Skip to main content

June 2018: The Middle Temple Silver

The Middle Temple has accumulated a large collection of silver over several centuries, consisting of hundreds of items. A major archive project has involved researching the origin of the items within the silver collection. This focus has revealed some of the interesting history behind these objects as well as the Inn's collecting in general.

It is likely that the Inn's tradition of collecting silver began early on in its history as part of its financial strategy and as a method of displaying its importance and wealth. Before the widespread use of banks, buying precious metals and items of plate was the primary method of storing financial surpluses. Silver plate functioned both as a lavish display of prosperity and prestige, and as an important monetary reserve that could be used during times of financial strife.

Part of account of a feast for the Serjeants-at-Law, mentioning a cupboard, Minutes of Parliament 9 November 1503 (MT.1/MPA/1)

The earliest evidence for the existence of the Inn's silver plate can be found in the Minutes of Parliament of 9 November 1503. These minutes provide an account of the occasion that a feast was held for the Serjeants-at-Law at Lambeth. Prior to the feast, all the members of the Inn in London at the time assembled in Hall around "le cubbord" and the Serjeants were brought up to "le Cuppeborde" for a ceremony, before proceeding to Lambeth. Although the silver is not mentioned outright, the reference to a 'cupboard' is key, as at this time a cupboard was used for displaying expensive plate during banquets and ceremonial occasions. Although the exact nature of the items on display is lost to time, there is here a clear implication that the Inn had accumulated a collection of plate by the early 16th century.

Print of Belshazzar's Feast, with a cupboard of gold and silver plate taken from the Temple of Jerusalem, 1590-1600 © The Trustees of the British Museum

From the late 16th century, much of the plate of the Society was acquired through the means of an Order of Parliament dated 12 May 1585. This stated that all members Called as Associate Benchers, who were Called to the Bench without having served as Reader, and had no voice in the governance of the Inn, had to give either £10, plate or some provision for the table - this was to provide some parity with the great expense incurred by Readers during the course of their duties. Elections of Associate Benchers were very rarely made, except during the Civil War (1642-1651), when there were no Readings given for a period of three years, and ceased altogether after 1730. Many donations of plate were made because of this order, including many items of 17th and early 18th century plate currently in the Middle Temple's collection.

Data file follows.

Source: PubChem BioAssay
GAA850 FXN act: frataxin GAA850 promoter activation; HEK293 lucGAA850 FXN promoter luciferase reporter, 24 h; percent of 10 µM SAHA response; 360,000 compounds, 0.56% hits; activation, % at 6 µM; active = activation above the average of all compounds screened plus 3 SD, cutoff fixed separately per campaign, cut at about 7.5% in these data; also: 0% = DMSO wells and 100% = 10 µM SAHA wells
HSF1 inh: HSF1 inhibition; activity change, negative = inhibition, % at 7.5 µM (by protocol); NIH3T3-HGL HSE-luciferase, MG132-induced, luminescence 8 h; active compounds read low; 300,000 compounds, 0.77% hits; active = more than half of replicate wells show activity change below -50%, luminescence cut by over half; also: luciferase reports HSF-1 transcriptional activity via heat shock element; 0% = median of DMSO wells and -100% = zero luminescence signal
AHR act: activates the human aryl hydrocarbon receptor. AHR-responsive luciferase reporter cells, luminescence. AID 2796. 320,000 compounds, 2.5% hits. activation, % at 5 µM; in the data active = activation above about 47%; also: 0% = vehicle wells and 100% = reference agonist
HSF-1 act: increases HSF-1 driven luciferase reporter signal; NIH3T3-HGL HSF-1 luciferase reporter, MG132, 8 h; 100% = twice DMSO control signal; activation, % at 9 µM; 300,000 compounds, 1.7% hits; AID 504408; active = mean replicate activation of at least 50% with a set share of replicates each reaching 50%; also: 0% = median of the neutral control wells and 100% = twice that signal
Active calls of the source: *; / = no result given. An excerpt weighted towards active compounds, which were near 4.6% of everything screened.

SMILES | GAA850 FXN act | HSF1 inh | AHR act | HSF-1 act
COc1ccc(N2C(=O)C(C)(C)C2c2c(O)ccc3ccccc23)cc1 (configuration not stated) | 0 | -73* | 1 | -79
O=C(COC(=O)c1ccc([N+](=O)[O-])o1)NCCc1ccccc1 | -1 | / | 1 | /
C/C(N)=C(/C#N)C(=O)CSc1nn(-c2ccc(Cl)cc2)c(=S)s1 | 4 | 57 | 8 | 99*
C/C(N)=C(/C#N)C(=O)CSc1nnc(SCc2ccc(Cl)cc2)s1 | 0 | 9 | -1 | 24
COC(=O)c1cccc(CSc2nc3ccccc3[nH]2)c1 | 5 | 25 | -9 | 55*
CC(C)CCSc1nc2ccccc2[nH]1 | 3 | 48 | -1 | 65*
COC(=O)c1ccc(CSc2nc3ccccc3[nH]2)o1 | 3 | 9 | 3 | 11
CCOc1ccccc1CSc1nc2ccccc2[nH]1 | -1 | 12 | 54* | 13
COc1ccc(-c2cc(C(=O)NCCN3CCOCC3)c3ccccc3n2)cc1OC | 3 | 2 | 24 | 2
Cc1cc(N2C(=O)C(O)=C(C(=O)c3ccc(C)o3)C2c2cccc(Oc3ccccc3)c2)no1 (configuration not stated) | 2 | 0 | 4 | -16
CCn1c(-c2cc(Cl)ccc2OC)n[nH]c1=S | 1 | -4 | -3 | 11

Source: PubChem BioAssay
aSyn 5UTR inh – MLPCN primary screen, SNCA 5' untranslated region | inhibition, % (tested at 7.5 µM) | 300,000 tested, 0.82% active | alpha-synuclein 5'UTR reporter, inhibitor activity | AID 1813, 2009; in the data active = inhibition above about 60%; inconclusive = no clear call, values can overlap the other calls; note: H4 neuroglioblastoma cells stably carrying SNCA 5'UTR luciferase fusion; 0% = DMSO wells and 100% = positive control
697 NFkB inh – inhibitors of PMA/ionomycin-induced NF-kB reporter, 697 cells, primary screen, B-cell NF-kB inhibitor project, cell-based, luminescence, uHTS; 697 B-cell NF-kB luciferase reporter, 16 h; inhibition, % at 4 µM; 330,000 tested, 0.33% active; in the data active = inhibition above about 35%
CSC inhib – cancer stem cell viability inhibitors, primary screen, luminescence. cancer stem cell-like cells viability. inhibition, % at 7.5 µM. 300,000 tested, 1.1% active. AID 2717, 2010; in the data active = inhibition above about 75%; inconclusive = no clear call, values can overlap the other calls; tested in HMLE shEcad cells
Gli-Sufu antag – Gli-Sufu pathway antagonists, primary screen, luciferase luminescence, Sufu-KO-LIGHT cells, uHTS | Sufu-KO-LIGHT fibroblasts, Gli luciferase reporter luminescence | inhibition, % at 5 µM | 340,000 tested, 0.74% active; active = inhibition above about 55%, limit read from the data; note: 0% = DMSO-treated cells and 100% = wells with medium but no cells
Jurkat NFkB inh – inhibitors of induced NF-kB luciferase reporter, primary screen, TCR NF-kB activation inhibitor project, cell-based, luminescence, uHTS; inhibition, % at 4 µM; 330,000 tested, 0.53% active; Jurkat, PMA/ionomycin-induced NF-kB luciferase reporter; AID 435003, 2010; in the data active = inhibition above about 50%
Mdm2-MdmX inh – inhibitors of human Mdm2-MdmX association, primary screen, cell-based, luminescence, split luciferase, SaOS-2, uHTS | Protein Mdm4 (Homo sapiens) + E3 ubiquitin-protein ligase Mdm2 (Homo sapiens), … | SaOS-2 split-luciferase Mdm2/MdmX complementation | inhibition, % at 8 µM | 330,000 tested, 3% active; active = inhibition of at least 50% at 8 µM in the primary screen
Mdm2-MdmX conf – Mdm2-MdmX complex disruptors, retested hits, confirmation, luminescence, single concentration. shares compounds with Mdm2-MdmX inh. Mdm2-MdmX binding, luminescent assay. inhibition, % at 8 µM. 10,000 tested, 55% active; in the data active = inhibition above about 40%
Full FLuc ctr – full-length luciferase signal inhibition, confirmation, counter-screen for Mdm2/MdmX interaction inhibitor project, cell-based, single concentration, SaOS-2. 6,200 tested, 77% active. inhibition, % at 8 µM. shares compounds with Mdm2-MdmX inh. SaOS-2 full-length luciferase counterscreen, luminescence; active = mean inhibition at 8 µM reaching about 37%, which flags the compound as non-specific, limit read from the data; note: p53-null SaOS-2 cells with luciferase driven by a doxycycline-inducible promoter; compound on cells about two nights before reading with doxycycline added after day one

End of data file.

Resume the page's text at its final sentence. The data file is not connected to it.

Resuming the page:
List of silver plate of the Middle Temple, 1637-1638, sold in 1649, Summaries of Treasurer's Annual Accounts (MT.2/TAS/1)

Despite the antiquity of the Middle Temple, the silver plate longest in the Inn's collection dates only to 1663 and was donated in 1664. The role of the Society's silver as a monetary reserve is the reason for the non-survival of its earlier plate. In 1637-1640 the Inn undertook a financially ruinous set of construction works, overseen by Under Treasurer John Bayliffe. The cost of the project overran substantially and Bayliffe was obliged to fund its completion out of his own pocket, pushing him towards financial ruin. The final sum owed to him by the Inn amounted to £1812 13s - to put this in perspective, the annual wages of a servant at the Inn around the time ranged from £2 to £11. In addition to this debt, the receipts of the Inn declined substantially during the Civil War. Unable to raise the money by other means, the Inn was forced to partially discharge its debt through liquidating its silver. An order of Parliament was passed on 1 July 1649 for the sale of the silver, stating "that all the Plate of the House more than is for ordinarie use be forthwith solde by Master Treasurer and the monies thereof coming payed to the Under Treasurer in parte of satisfaction of his debt due to him from the house".

Exchange of old plate for new by Sir Richard and Henry Hoare, Treasurer's Receipt Book 1708-1709 (MT.2/TRB/67)

The 1649 sale of the Middle Temple's silver was the largest such occurrence over the centuries, but selling old articles of plate to fund the purchase of new, more fashionable items was commonplace and many examples of this can be found in the Treasurers' Receipt Books. One particularly notable example is the sale of silver donated by Sir Edmund Saunders, who gave the Inn 100 guineas for the purchase of plate in 1682/83. Articles, including four large table salts, a voiding basin and ewer and a large gilt bowl, were duly purchased at the time of the bequest, and the salts and ewer and basin were subsequently sold in 1709 to Sir Richard and Henry Hoare, founders of C. Hoare and Co., the oldest bank in the United Kingdom. In exchange for the old plate, four salvers were purchased and re-engraved with the name of Sir Edmund Saunders. The original 1682 gilt bowl is still in the Inn's collection.